A white dude named Michael Derrick Hudson submitted his 20-line poem called “The Bees, the Flowers, Jesus, Ancient Tigers, Poseidon, Adam and Eve” to 40 poetry journals for publication and promptly received 40 rejections.
Hudson, by day a genealogist at the Allen County Public Library in Fort Wayne, Ind., then adopted the nom de plume “Yi-Fen Chou” and submitted the exact same poem and three others for to “Prairie Schooner,” a quarterly literary journal produced by the University of Nebraska–Lincoln.
“Prairie Schooner” accepted Hudson’s work — under his new, fake, Chinese-sounding name — for its fall 2014 issue.
But wait! There’s so much more! Hudson’s poem about bees, flowers, Jesus and the rest was also chosen for inclusion in the 2015 edition of “Best American Poetry” — a prestigious annual anthology which comes out on Tuesday and is currently Amazon’s “#1 new release in American poetry.”
Hudson sent a note to Sherman Alexie, editor of the poetry anthology, explaining his true identity as a white guy working in an Indiana library.
“If this indeed is one of the best American poems of 2015, it took quite a bit of effort to get it into print, but I’m nothing if not persistent,” Hudson wrote, according to The Washington Post.
Is “The Bees, the Flowers, Jesus, Ancient Tigers, Poseidon, Adam and Eve” by “Yi-Fen Chou” any good? Here, from Project MUSE, is a snippet:
Huh! That bumblebee looks ridiculous staggering its way
across those blue flowers, the ones I can never
remember the name of. Do you know the old engineer’s
joke: that, theoretically, bees can’t fly? But they look so
perfect together, like Absolute Purpose incarnate: one bee
plus one blue flower equals about a billion
years of symbiosis. Which leads me to wonder what it is
I’m doing here…
The world of American poetry has not taken the presence of the poem in “Best American Poetry” well.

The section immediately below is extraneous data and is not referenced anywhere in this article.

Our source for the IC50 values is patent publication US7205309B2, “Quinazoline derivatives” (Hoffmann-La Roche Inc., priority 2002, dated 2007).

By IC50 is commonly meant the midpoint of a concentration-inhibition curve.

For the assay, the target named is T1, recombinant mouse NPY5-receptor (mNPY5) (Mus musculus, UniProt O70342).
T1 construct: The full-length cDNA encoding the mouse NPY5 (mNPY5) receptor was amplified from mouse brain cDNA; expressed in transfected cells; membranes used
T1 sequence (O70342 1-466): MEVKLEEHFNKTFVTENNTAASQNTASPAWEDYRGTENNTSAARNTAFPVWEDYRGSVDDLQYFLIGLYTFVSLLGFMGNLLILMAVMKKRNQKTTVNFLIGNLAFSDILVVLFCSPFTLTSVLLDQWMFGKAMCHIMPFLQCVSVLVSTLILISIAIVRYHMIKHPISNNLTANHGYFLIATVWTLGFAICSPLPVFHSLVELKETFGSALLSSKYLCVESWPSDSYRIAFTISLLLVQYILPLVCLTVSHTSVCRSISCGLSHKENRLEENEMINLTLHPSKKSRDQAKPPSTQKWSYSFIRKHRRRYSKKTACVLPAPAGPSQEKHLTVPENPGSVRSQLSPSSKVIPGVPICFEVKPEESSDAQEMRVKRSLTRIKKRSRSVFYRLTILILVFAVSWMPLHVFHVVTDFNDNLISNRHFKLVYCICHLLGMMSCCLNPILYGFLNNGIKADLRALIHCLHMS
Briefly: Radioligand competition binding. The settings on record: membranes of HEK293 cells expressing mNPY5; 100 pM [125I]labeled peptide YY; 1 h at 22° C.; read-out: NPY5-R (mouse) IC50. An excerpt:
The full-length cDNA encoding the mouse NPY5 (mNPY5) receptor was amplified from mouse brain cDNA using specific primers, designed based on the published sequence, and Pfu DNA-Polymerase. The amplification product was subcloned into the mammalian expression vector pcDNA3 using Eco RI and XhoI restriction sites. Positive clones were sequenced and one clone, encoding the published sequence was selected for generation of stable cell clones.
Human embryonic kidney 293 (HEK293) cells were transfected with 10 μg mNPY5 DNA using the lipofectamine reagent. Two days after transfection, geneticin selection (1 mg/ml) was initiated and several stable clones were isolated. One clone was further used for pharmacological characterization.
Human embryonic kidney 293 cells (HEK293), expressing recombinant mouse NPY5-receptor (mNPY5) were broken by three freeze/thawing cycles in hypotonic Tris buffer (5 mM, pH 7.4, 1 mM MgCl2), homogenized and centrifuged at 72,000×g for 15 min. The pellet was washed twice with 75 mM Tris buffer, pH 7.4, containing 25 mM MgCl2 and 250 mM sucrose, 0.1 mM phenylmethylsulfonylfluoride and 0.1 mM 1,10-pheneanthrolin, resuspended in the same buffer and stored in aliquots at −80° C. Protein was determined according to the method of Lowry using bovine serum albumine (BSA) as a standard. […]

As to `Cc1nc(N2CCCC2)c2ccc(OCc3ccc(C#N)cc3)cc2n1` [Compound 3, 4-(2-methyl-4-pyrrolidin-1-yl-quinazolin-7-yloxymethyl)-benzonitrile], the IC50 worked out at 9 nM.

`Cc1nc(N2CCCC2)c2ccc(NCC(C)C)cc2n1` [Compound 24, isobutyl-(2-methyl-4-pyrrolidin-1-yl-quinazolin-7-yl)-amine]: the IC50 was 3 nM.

It was a deceptive sham, critics fulminate — much different than, say, when Charlotte Bronte used the name Currer Bell for “Jane Eyre” or when Eric Arthur Blair published “Down and Out in Paris and London” under the pen name George Orwell.
“When you’re doing this from a position of entitlement, you’re appropriating an ethnic identity that’s one, imaginary, and two, doesn’t have access to the literary world,” a poet named Victoria Chang told the Post.
“He sort of implies that minorities are published because we’re minorities, not because of our work,” Chang also chided. “That’s just insulting because it strips everything we’ve worked so hard for.”
A blogger named Phil Yu, who himself writes under the pseudonymous blog name “Angry Asian Man,” declared: “Folks, if there is such a thing as employing yellowface in poetry, this has to be it.”
Alexie, the anthology editor, decided to keep the poem.
One of his 11 rules for judging, he told the Post, is: “Each poem will stand or fall on its own merits.”
“I know many of you poets are pissed at me. I know many of you are screaming out a simple question: ‘Sherman, why did you keep that poetry colonist in the anthology even after you learned of his deception?'” Sherman wrote.
“Listen, I was so angry that I stormed and cursed around the room. I felt like punching the wall.
“And, of course, there was no doubt that I would pull that fucking poem because of that deceitful pseudonym.
“But I realized that I would primarily be jettisoning the poem because of my own sense of embarrassment. I would have pulled it because I didn’t want to hear people say, ‘Oh, look at the big Indian writer conned by the white guy.’ I would have dumped the poem because of my vanity.”
Ever the diplomat, Sherman also felt the need to that he is “a powerful literary figure” — and, indeed, he is — “and the pseudonymuser is an unknown guy who has published maybe a dozen poems in his life.”